Just a few minutes into my presentation I brought up the danger of a knife wielding attacker. The right side of the room grew indignant immediately and argued that someone twenty-one feet away — the length of an entire room — simply couldn’t be a deadly threat to someone with a gun. Before I could even reply, the left side of the room erupted in angry shouts: “You’ve never been there!”

    Next we discussed opening a closet door to find a stranger holding a pistol that was pointed down toward the ground. Again the students on the right side of the room insisted he couldn’t be threat because he wasn’t pointing the gun at anyone. And again the left side of the room lost its collective mind: “Do you have any idea how fast someone can point a gun at you from that position? It’s faster than you can see it and respond before you get shot!”

    It was the easiest presentation I’ve ever given.

    • #21
    • September 27, 2019, at 6:35 AM PST
    • 9 likes
  22. Stad Thatcher

    James Gawron (View Comment):
    Weirdly, the police officer’s best friend at this point may be his body camera.

    I’m starting to think anyone with a CWP should consider one. Insurance isn’t enough . . .

    • #22
    • September 27, 2019, at 7:07 AM PST
    • 3 likes
  23. Stad Thatcher

    Ralphie (View Comment):

    Doctor Robert (View Comment):

    An unbelievable, belligerent, fierce attack. Can you imagine going from stopping at a four-way intersection to fighting for your life and having to take another’s, in 30 seconds? God Bless Mr Mattson.

     

    Monday, December 15th, 2014 Isegoria.net website

    Back when Todd G. was in law school, he had a wonderful opportunity to teach his classmates about use of force:

    For a project in one of my criminal law classes I was invited by the DEA tactical training cadre to bring half my class (and professor) down to the FBI/DEA “Hogan’s Alley” force on force training village in Quantico, Virginia. This was during the time that Waco & Ruby Ridge were being investigated by DOJ and federal law enforcement UOF rules were under severe scrutiny.

    Our group was put through a number of exercises ranging from the classic Tueller drill (attacker 21 feet away charges at you with a knife) to team room-clearing.

    A few days later I had to present my paper to the entire class. The half that attended the force on force (FOF) exercises sat on the left side of the room and the other students sat on the right.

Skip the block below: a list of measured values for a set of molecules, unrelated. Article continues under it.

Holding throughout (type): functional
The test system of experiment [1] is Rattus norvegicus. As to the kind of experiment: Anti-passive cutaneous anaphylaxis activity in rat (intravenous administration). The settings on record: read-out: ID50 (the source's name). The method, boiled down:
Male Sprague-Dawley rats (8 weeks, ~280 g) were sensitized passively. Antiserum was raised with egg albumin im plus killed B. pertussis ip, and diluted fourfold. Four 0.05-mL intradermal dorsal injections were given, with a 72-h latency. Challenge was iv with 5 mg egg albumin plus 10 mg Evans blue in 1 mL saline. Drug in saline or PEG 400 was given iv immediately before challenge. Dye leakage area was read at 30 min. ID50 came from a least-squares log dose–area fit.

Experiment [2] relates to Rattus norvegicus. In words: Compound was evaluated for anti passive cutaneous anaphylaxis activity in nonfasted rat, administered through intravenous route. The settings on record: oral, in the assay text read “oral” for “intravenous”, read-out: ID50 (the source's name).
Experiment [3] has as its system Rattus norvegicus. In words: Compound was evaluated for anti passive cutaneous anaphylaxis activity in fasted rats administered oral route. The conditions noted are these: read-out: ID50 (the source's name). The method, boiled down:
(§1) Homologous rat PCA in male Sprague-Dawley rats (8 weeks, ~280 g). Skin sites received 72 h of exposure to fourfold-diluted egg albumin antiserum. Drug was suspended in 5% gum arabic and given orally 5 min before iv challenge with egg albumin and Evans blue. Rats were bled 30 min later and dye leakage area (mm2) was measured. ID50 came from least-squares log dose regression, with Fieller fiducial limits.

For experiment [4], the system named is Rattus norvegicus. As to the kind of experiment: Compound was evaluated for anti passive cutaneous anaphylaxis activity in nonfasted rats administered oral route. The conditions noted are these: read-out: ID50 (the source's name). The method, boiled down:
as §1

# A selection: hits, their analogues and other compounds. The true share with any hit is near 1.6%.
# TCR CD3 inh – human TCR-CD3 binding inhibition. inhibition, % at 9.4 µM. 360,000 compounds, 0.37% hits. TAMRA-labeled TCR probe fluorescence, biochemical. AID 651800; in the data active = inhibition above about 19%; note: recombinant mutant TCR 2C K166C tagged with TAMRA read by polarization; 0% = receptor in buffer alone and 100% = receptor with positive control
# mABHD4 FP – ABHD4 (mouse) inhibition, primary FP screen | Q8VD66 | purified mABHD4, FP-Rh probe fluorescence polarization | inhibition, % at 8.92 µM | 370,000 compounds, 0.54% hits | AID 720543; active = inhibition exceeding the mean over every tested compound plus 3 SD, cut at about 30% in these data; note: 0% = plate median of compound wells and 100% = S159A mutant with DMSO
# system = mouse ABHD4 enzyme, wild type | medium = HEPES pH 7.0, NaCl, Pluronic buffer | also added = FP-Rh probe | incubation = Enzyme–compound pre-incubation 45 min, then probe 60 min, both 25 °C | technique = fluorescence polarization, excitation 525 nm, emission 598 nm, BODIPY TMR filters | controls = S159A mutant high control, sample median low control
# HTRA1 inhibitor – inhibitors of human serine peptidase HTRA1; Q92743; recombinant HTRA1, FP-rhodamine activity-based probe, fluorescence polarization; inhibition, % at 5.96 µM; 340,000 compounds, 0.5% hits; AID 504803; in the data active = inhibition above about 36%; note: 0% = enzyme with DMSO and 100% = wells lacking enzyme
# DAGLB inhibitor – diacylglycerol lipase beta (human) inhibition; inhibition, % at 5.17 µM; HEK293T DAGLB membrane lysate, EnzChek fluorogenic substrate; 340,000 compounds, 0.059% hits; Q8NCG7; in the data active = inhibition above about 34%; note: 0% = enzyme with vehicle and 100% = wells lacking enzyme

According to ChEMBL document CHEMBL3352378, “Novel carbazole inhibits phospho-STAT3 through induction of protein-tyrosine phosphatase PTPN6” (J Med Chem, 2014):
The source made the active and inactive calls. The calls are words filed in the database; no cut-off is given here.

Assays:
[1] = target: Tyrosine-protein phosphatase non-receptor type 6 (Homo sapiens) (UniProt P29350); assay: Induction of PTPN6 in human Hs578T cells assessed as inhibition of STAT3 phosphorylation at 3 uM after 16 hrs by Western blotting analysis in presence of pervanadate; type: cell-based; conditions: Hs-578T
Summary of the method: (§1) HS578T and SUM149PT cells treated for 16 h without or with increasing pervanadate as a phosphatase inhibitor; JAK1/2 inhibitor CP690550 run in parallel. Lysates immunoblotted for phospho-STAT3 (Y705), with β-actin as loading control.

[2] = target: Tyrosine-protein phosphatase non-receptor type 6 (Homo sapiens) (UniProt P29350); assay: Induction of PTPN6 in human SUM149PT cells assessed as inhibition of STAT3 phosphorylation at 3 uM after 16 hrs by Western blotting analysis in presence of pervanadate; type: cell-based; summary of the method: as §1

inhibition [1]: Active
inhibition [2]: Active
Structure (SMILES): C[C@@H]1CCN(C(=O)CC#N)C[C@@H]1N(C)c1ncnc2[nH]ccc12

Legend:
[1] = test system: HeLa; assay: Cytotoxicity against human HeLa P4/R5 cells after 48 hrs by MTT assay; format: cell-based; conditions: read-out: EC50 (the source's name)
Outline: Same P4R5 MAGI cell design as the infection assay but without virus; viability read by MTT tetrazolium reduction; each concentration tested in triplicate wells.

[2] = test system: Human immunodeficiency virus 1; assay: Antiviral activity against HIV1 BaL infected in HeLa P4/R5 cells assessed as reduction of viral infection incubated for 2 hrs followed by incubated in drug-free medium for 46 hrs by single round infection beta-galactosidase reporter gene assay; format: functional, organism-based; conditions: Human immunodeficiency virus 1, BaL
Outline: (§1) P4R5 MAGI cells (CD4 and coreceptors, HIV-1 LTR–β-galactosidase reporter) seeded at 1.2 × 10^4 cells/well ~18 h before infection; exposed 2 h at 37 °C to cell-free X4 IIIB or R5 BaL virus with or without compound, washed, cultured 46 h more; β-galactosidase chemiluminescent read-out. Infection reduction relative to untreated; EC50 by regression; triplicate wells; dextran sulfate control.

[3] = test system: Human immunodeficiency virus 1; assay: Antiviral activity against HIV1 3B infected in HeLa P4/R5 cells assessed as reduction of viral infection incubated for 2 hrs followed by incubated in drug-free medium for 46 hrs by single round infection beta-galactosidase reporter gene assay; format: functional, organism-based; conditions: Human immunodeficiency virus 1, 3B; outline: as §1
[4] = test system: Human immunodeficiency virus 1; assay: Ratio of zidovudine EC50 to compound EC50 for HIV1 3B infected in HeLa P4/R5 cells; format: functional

Just a few minutes into my presentation I brought up the danger of a knife wielding attacker. The right side of the room grew indignant immediately and argued that someone twenty-one feet away — the length of an entire room — simply couldn’t be a deadly threat to someone with a gun. Before I could even reply, the left side of the room erupted in angry shouts: “You’ve never been there!”

    Next we discussed opening a closet door to find a stranger holding a pistol that was pointed down toward the ground. Again the students on the right side of the room insisted he couldn’t be threat because he wasn’t pointing the gun at anyone. And again the left side of the room lost its collective mind: “Do you have any idea how fast someone can point a gun at you from that position? It’s faster than you can see it and respond before you get shot!”

    It was the easiest presentation I’ve ever given.

    I remember reading somewhere (maybe on Ricochet) a discussion a student had with his permit instructor about why 21 feet (7 yards) was an extremely close distance to use. The instructor had the student stand back to back with him. He told the student when he said “Go”, draw his [empty] weapon and bring it up as if to fire, then say “Stop”. The instructor said “Go” and ran as fast as he could away from the student. When the student said stop, he turned and saw the instructor was further away than 7 yards.

    The instructor made the point to the class they may not have the time they think to draw a weapon and fire, based on ability, the type of weapon, and where it’s carried.